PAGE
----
We also became friendly with a neighbor near the vacation home in Marambat who raises bees. He has 12 hives and how he removes the honey is amazing! It is a little bit stressing but totally amazing to be surrounded by bees with their gentle buzzing, and the smell of the summer fields and fresh country air. He tends to his 3 organic potagers, (kitchen gardens), one of which is regularly stomped by a family of wild boar, and about 2 dozen hens. Like most people in Gascony, surviving and even striving on his own food production is just a way of life.2013-07-22 12.23.54 YES

Ah, the food. It’s all fresh, locally grown on family farms, and every time you eat, you are experiencing the honest flavors of the land. The only time you rely on “foreign” ingredients, is to take inspiration from neighboring Spain, like the day we made a huge paella outdoors, with incredible seafood: langoustines and mussels, and chicken, rice and plenty of chicken stock.

For outdoor grilling, we used the bottom of an old wine press and made pork ribs the country way. The marinade was piment d’Espelette, olive oil, wild oregano we picked ourselves on the roadside and fresh thyme and rosemary from the garden. No BBQ sauce needed!

When I go home I am reminded of the importance of food raised the right way. Growing up in a place dedicated to food – from the hotel kitchen of my father to the surrounding farms and vineyards—taught me so much. Here in my adopted home, I try to bring that sensibility about food to my American friends.  Spending time in Gascony reminds me of this mission and inspires me.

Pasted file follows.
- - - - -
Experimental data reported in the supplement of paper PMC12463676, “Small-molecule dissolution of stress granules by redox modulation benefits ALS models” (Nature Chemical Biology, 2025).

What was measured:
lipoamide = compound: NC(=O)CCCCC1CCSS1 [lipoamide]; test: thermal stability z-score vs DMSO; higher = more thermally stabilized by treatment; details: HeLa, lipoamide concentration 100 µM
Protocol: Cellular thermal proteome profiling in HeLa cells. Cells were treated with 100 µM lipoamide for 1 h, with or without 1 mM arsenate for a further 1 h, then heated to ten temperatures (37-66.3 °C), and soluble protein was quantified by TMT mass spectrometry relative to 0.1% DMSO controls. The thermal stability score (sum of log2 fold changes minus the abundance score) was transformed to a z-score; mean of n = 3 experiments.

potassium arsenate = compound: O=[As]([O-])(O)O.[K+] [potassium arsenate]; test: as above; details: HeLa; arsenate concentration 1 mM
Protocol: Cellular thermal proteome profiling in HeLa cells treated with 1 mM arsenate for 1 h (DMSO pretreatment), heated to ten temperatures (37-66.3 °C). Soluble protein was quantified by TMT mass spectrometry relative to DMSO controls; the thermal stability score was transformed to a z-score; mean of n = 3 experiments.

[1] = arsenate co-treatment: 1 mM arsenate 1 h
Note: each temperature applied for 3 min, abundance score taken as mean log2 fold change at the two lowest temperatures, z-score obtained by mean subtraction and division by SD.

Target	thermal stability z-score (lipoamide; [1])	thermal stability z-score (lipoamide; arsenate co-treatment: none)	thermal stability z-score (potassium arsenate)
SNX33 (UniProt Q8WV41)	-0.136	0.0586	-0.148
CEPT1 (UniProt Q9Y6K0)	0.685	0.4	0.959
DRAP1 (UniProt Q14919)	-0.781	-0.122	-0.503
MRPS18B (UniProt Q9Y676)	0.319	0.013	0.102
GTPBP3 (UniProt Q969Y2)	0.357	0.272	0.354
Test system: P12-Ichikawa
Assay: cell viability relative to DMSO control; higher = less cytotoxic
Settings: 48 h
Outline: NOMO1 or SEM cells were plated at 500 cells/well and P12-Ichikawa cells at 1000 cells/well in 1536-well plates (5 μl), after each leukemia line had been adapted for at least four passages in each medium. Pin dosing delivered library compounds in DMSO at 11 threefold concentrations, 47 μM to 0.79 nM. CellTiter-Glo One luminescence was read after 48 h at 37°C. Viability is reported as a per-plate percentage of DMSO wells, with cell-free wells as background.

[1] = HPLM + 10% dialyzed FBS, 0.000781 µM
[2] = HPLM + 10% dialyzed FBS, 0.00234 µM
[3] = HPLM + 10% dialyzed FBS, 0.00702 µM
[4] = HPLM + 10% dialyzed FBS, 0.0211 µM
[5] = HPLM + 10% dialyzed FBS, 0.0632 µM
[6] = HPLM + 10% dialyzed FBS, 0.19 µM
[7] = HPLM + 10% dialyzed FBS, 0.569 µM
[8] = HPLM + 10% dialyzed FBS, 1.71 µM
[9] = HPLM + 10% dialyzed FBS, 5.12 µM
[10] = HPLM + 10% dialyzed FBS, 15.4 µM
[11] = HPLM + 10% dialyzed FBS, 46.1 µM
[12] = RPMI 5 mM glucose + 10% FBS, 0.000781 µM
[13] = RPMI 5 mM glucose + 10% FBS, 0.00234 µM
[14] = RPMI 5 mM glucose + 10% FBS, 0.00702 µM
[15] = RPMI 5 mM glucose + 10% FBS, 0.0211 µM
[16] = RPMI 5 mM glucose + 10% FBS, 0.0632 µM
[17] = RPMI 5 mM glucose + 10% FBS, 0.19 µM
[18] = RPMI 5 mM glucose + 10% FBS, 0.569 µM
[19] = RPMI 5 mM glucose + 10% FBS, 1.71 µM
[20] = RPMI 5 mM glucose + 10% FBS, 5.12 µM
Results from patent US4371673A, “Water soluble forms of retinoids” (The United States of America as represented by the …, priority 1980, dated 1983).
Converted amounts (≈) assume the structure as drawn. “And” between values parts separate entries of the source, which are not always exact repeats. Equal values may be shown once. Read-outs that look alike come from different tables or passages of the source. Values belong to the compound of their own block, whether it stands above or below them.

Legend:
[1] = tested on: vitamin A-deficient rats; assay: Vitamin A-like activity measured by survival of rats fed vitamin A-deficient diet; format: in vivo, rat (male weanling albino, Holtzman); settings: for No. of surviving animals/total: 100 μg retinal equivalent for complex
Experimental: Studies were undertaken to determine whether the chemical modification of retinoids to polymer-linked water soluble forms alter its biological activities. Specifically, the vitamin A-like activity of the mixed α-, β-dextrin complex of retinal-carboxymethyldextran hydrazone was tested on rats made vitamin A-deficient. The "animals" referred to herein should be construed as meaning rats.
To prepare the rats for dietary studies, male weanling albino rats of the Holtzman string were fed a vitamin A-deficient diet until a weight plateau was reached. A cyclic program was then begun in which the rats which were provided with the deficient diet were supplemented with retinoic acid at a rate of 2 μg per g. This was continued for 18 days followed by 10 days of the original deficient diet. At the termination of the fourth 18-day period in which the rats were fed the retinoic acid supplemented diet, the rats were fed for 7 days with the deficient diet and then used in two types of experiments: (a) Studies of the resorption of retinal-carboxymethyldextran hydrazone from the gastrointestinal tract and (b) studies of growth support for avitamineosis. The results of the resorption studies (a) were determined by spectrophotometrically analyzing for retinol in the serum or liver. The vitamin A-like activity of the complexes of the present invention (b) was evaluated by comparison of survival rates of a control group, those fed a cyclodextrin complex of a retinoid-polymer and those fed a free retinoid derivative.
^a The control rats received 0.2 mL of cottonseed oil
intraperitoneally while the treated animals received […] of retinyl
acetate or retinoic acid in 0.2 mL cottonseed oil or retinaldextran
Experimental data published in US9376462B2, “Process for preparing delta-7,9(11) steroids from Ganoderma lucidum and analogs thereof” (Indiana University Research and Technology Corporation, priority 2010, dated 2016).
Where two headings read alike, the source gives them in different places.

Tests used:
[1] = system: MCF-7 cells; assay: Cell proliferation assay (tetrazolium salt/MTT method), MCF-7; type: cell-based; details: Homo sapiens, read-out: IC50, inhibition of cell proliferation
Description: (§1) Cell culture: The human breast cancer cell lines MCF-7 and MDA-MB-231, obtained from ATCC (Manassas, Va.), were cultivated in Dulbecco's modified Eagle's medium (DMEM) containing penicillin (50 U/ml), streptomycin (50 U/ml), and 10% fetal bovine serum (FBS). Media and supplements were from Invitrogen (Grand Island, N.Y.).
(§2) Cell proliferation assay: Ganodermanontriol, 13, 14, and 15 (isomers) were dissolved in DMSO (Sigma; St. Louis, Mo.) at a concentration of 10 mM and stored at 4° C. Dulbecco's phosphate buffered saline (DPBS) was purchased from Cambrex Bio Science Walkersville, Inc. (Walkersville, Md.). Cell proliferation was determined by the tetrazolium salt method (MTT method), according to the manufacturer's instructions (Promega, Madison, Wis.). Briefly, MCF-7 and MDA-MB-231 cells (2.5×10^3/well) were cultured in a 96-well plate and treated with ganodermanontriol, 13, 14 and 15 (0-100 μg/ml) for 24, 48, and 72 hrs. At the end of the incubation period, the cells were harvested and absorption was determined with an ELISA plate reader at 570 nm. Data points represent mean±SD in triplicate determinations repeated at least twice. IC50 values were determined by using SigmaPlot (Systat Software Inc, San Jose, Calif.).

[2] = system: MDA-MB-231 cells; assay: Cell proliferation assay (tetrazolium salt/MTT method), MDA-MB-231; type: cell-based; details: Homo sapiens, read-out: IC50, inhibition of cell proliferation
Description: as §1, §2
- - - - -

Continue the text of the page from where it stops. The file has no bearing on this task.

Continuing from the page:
It is a region of France less traveled than others, and it is raw and beautiful, full of character and wonder. If you can, go to Gascony. You will see a side of France you might not expect, and you will eat well, I promise.

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Armchair Traveler: Gascony

We love Michael Ruhlman’s writing, whether it’s in a cookbook, his blog or even twitter. But this article in the July issue of Conde Nast Traveler about his culinary pilgrimage to Gascony is enough to make the stomach rumble. It’s possible that we are a little biased; Ariane is quoted in the article, and of course, she is Gascon to the bone.

Settle in and give Michael your undivided attention for a little while. You will be rewarded with an appreciation for Gascony; the people, the beauty of the countryside, the way that agriculture and food are intertwined, and the intense devotion to eating, drinking and living well.

Plus, you will get a sense of the ethos that built D’Artagnan, as Ariane has worked for 28 years to bring these sensibilities to the culinary scene in the United States.